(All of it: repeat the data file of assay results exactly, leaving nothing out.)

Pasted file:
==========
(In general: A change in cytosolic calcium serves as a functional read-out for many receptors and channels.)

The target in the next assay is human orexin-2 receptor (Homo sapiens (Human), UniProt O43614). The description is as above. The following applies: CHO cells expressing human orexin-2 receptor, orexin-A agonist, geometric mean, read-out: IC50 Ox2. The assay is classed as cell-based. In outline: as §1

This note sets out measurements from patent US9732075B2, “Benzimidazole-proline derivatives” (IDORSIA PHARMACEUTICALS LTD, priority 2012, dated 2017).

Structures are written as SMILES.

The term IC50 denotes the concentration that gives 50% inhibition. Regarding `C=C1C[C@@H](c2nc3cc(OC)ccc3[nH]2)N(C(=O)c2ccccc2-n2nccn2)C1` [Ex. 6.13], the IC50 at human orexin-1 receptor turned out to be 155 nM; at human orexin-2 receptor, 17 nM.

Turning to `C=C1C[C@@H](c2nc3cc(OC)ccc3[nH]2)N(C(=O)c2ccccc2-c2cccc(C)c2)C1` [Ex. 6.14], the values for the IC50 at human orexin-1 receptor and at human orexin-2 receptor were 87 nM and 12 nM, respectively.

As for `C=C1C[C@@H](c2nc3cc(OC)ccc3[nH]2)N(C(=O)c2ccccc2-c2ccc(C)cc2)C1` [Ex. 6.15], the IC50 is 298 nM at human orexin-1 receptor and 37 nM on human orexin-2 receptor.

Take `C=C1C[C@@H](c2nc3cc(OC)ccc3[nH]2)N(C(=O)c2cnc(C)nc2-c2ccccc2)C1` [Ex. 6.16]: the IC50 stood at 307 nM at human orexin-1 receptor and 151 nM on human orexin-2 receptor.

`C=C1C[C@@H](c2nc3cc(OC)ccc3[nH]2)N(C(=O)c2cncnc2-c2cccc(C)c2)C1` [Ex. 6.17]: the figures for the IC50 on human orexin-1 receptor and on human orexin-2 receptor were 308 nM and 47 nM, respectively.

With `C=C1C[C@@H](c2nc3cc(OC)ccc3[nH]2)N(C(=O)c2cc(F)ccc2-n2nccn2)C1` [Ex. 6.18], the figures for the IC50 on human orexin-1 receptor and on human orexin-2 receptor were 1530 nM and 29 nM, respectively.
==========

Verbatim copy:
(In general: A change in cytosolic calcium serves as a functional read-out for many receptors and channels.)

The target in the next assay is human orexin-2 receptor (Homo sapiens (Human), UniProt O43614). The description is as above. The following applies: CHO cells expressing human orexin-2 receptor, orexin-A agonist, geometric mean, read-out: IC50 Ox2. The assay is classed as cell-based. In outline: as §1

This note sets out measurements from patent US9732075B2, “Benzimidazole-proline derivatives” (IDORSIA PHARMACEUTICALS LTD, priority 2012, dated 2017).

Structures are written as SMILES.

The term IC50 denotes the concentration that gives 50% inhibition. Regarding `C=C1C[C@@H](c2nc3cc(OC)ccc3[nH]2)N(C(=O)c2ccccc2-n2nccn2)C1` [Ex. 6.13], the IC50 at human orexin-1 receptor turned out to be 155 nM; at human orexin-2 receptor, 17 nM.

Turning to `C=C1C[C@@H](c2nc3cc(OC)ccc3[nH]2)N(C(=O)c2ccccc2-c2cccc(C)c2)C1` [Ex. 6.14], the values for the IC50 at human orexin-1 receptor and at human orexin-2 receptor were 87 nM and 12 nM, respectively.

As for `C=C1C[C@@H](c2nc3cc(OC)ccc3[nH]2)N(C(=O)c2ccccc2-c2ccc(C)cc2)C1` [Ex. 6.15], the IC50 is 298 nM at human orexin-1 receptor and 37 nM on human orexin-2 receptor.

Take `C=C1C[C@@H](c2nc3cc(OC)ccc3[nH]2)N(C(=O)c2cnc(C)nc2-c2ccccc2)C1` [Ex. 6.16]: the IC50 stood at 307 nM at human orexin-1 receptor and 151 nM on human orexin-2 receptor.

`C=C1C[C@@H](c2nc3cc(OC)ccc3[nH]2)N(C(=O)c2cncnc2-c2cccc(C)c2)C1` [Ex. 6.17]: the figures for the IC50 on human orexin-1 receptor and on human orexin-2 receptor were 308 nM and 47 nM, respectively.

With `C=C1C[C@@H](c2nc3cc(OC)ccc3[nH]2)N(C(=O)c2cc(F)ccc2-n2nccn2)C1` [Ex. 6.18], the figures for the IC50 on human orexin-1 receptor and on human orexin-2 receptor were 1530 nM and 29 nM, respectively.